Everyone knows the old adage that when buying real estate, it’s all about “Location, Location, Location”. Is this true? Absolutely.
The fact is you can buy an incredible home that meets all of your needs functionally, but in the wrong location. You can always add on, remodel, etc. but you cannot move the land upon which it rests. So what makes for a prime location versus a not-so-prime location? Here are some tips.
The Best Locations Feature:
- Top-Rated Schools. If you have kids, buying in a top-rated public school district should be one of your primary concerns. Even if you don’t have kids, often, the better educated the populace of your neighborhood, the better the home values tend to be.
- Greenspace. If a home is located on or near a natural greenspace (or manmade), river, lake, park, or ocean, then this location will tend to hold its value as well because people like to live near these types of areas because of the psychological calming effect it has on us as human beings as well as opportunities for recreation. That’s why some of the nicest neighborhood in D/FW have lots of mature trees, parks, and ponds/lakes.
- A View. Having a view is always at a premium. Whether it’s a high-rise penthouse with a sweeping view of the city or a greenbelt or golf course, people will always want to live with a premium view if they have the choice.
- Shopping and Entertainment. Most people would prefer to live within walking distance to major entertainment such as restaurants, movie theaters, shops, boutiques, etc. With the price of gas these days, it pays for a location to lend itself to a walk rather than a drive.
- Stable Home Values. Neighborhoods where the home values have endured even throughout recessions, and have maintained their values and/or the values continue to rise, are always desirable to someone searching for a location.
- Conformity. Homebuyers tend to gravitate towards those who share similar values. Typically you’ll find like-minded people living in the same neighborhoods so see what the demographics in terms of income level, singles versus married, etc. are in the neighborhood because you’ll be stuck with your neighbors unless they decide to move.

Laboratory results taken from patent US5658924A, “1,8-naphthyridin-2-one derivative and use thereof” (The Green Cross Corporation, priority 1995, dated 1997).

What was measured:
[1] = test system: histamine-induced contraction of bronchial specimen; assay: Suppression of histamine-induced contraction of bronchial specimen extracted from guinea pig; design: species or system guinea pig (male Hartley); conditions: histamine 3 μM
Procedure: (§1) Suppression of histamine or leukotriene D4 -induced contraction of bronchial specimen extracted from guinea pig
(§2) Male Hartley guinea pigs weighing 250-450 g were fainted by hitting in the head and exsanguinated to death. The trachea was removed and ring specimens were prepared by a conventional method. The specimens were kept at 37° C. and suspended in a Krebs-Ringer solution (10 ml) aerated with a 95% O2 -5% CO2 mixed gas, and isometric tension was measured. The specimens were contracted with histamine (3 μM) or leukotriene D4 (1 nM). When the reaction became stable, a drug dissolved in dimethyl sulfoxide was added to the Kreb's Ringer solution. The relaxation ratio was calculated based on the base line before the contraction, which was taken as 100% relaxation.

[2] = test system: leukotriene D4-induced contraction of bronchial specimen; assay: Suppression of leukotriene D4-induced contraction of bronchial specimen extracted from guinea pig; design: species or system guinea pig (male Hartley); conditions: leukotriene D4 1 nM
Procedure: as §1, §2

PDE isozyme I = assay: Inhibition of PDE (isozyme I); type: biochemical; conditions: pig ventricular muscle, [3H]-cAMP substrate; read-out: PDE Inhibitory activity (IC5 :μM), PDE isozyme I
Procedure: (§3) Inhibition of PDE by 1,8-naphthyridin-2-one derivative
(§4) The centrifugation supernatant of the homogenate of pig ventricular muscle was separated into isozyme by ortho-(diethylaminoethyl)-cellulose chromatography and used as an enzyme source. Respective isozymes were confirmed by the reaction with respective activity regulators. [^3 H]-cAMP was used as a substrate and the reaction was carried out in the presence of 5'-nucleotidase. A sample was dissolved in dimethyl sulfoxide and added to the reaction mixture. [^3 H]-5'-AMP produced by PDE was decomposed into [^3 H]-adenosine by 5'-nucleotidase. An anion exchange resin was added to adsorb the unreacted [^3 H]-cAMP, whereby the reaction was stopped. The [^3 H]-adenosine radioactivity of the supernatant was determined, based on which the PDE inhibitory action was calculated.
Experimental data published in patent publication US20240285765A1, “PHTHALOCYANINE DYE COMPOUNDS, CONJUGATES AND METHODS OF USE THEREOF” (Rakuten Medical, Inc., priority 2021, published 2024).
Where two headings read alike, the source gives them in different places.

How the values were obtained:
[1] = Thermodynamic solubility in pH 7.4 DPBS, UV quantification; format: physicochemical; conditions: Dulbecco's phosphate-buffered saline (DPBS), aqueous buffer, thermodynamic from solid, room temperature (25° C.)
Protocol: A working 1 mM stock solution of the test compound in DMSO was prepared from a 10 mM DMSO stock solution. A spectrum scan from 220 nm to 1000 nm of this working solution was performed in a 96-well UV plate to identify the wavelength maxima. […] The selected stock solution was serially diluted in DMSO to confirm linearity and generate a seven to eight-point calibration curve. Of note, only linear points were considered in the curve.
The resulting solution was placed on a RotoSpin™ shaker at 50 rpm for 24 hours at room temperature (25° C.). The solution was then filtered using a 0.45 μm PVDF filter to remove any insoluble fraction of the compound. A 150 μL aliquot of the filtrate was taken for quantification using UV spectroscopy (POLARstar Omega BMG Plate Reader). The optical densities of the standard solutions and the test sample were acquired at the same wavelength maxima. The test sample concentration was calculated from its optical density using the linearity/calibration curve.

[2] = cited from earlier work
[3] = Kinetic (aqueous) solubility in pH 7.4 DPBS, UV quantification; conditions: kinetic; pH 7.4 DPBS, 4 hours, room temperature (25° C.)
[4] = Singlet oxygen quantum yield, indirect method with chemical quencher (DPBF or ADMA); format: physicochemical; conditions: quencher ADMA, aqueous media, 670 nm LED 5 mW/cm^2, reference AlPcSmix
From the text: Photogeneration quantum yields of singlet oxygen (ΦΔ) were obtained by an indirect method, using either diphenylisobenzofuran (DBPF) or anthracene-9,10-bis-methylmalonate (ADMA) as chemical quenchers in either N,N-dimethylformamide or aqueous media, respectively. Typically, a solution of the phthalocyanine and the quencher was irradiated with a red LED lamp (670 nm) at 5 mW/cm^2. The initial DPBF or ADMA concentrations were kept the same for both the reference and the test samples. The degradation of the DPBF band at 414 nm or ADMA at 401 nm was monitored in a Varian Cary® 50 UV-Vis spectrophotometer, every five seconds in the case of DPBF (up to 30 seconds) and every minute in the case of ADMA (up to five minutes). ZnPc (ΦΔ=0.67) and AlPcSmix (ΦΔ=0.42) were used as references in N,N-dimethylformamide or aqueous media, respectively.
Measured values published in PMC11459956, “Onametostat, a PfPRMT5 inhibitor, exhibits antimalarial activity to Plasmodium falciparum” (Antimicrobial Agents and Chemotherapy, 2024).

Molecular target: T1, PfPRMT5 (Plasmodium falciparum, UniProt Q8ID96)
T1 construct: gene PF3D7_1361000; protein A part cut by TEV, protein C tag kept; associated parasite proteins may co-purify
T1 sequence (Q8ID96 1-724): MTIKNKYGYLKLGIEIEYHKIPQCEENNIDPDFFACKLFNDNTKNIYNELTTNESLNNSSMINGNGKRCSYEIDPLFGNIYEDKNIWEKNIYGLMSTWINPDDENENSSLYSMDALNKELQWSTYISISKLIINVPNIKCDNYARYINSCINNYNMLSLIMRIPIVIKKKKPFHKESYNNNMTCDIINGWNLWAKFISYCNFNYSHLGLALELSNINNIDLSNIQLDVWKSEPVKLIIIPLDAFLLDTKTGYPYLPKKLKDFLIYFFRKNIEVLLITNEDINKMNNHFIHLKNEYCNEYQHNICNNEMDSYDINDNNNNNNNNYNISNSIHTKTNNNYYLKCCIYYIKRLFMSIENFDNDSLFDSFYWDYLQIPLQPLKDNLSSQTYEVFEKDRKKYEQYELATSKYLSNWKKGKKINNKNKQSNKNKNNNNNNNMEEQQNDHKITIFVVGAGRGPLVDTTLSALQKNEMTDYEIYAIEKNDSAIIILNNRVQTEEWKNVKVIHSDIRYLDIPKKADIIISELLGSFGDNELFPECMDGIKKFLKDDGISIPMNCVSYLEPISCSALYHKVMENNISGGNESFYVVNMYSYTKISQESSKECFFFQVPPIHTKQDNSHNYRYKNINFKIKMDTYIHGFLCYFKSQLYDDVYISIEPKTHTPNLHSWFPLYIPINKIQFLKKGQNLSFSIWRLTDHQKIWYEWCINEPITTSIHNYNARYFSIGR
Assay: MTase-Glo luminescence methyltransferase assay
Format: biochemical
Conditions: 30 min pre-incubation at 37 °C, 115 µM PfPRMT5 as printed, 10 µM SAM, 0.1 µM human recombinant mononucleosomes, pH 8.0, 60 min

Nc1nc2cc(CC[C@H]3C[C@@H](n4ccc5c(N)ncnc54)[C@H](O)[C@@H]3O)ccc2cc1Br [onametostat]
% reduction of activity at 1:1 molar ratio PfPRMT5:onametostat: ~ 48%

- Near Work and Transportation. Living near one’s job is highly desirable as is living near public transportation for ease of travel from one side of town to the other.
- Center of the Block. Most homebuyers prefer to live in the center of the block (although I prefer corner lots myself) because they feel a sense of protection from the outside world.
The Most Undesirable Locations Feature:
- Living Next to Commercial and/or Industrial Buildings. Living next to a shopping mall or gas station or a commercial structure usually means lots of noise and/or traffic and most people want to live in a more serene environment.
- Under Flight Paths/Freeways/Railroad Tracks. Much like living near commercial/industrial spaces, obviously living under or near a freeway, flight path or railroad can be a nightmare if you want to sleep in, have privacy and have peace and quiet. This one always devalues home prices in a neighborhood.
- Economically Depressed Neighborhoods. Pride of ownership is highly important in location value. If the area exhibits lack of pride in yards, landscaping, maintenance, old cars or appliances on the front lawns, etc. you might want to reconsider.
- Near Major Drawbacks. Nuclear power plants, transformers, power lines, etc. are things no one wants to live near. Not to mention previous landfills, swampland, etc.
So hopefully these tips will help you better understand what is meant by “Location, Location, Location” by Realtors when searching for a new home!